I do not know if the articles that I found were published in the print version of the paper or appeared only on the paper’s web site. I assume that in most cases they appeared in both places. At each paper’s web site I did a search for the word Gore between July 17th and July 20th.
I looked at a total of 163 newspapers from 21 states (Alabama, Alaska, Arizona, Arkansas, California, Colorado, Florida, Iowa, Illinois, Maine, Massachusetts, Michigan, Montana, Nebraska, New York, North Carolina, Texas, Vermont, Washington, West Virginia, and Wisconsin)and Washington DC. One of the papers I checked, USA Today, is a national paper. Of those 163 papers, 40 were major metropolitan newspapers while 123 were from smaller cities and towns.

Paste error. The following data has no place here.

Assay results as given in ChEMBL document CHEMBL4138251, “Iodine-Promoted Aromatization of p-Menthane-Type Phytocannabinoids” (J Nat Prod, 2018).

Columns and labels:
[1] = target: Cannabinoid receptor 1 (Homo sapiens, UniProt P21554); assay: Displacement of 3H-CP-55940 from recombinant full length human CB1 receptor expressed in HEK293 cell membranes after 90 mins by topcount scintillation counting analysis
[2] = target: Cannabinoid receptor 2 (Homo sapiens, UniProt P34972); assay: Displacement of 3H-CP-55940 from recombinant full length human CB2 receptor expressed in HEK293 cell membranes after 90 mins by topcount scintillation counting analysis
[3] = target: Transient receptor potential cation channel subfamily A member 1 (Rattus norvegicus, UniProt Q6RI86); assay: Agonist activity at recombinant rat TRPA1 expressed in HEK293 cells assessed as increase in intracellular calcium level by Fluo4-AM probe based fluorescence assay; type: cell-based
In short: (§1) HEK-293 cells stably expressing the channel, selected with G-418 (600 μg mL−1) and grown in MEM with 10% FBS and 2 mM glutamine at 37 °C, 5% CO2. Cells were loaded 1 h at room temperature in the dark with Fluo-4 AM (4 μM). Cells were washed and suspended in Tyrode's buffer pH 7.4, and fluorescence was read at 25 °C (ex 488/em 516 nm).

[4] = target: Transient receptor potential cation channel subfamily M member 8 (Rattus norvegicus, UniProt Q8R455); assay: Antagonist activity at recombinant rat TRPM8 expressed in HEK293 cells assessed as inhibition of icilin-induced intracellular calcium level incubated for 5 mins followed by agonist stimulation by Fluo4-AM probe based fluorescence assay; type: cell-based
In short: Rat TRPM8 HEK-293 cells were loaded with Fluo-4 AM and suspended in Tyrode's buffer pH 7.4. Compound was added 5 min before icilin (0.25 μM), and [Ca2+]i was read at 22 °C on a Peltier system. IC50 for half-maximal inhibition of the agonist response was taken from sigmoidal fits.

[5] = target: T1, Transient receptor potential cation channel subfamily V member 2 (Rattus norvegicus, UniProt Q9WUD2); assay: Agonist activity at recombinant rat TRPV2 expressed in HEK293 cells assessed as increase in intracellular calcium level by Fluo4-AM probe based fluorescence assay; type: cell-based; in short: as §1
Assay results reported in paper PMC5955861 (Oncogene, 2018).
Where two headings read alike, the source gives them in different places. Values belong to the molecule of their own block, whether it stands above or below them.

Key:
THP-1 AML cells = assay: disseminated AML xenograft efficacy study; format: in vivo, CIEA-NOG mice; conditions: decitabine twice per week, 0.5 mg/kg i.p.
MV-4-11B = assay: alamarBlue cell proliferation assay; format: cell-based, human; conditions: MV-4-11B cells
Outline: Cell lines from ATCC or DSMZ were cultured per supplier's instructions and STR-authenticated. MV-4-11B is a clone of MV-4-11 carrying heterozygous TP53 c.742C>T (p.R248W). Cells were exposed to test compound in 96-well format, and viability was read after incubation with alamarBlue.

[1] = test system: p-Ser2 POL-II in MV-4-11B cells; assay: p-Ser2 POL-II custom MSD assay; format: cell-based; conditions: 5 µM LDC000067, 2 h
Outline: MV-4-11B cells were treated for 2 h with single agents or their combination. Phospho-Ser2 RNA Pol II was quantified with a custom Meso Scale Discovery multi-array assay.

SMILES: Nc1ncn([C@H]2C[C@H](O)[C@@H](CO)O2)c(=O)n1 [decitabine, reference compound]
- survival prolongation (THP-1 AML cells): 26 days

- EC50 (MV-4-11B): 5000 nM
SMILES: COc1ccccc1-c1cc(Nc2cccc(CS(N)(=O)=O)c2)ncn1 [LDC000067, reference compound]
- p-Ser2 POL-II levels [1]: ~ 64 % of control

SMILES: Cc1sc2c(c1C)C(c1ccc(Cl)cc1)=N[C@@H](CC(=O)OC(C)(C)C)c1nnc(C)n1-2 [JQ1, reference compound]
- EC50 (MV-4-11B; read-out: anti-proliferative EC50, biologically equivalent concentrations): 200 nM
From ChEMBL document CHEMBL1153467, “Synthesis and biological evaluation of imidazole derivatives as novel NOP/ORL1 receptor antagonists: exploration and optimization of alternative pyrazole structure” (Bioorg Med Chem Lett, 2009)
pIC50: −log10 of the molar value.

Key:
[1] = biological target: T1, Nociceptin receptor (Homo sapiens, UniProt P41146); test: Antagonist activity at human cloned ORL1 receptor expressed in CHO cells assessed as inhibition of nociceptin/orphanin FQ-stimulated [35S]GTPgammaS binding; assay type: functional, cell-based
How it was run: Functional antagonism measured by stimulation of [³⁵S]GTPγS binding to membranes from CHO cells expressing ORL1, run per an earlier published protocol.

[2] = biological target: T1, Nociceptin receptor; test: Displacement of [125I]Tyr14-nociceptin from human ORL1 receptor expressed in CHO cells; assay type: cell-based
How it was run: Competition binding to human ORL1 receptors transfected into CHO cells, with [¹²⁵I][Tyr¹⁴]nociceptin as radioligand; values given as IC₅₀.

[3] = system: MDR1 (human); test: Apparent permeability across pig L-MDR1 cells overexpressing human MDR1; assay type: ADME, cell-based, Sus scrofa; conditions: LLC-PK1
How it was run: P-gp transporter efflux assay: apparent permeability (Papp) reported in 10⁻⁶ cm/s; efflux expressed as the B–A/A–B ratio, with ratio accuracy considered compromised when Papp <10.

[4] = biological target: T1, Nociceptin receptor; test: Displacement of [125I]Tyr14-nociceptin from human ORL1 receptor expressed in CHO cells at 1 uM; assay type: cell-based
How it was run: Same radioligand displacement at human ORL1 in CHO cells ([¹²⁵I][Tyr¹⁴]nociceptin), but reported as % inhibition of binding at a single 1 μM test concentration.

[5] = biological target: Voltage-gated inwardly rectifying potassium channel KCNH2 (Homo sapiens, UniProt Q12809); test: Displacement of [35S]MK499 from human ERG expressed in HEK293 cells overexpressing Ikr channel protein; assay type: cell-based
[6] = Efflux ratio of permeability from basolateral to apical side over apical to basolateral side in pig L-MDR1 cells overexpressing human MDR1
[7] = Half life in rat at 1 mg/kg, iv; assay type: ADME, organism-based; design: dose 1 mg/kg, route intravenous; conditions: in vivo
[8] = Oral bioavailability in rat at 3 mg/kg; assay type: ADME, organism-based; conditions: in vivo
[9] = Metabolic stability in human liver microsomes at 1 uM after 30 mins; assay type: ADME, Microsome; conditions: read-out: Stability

Of the 40 metro papers, 28 reported on Gore’s speech for 70%. Of the small city and town papers 23 out of 123 reported for 19%. In other words very large numbers of papers said nothing about the speech. I found the result for the big-city newspapers particularly shocking.
The following is a list of the major metropolitan papers that had neither a news story or an editorial about Gore’s daring proposal to wean ourselves off fossil fuels within 10 years: Orange County Register, San Francisco Examiner, Miami Herald, St. Petersburg Times, Chicago Sun-Times, Detroit Free Press, Detroit News, New York Post, Greensboro New-Record, Dallas Morning News, San Antonio Express News, Milwaukee Journal Sentinel.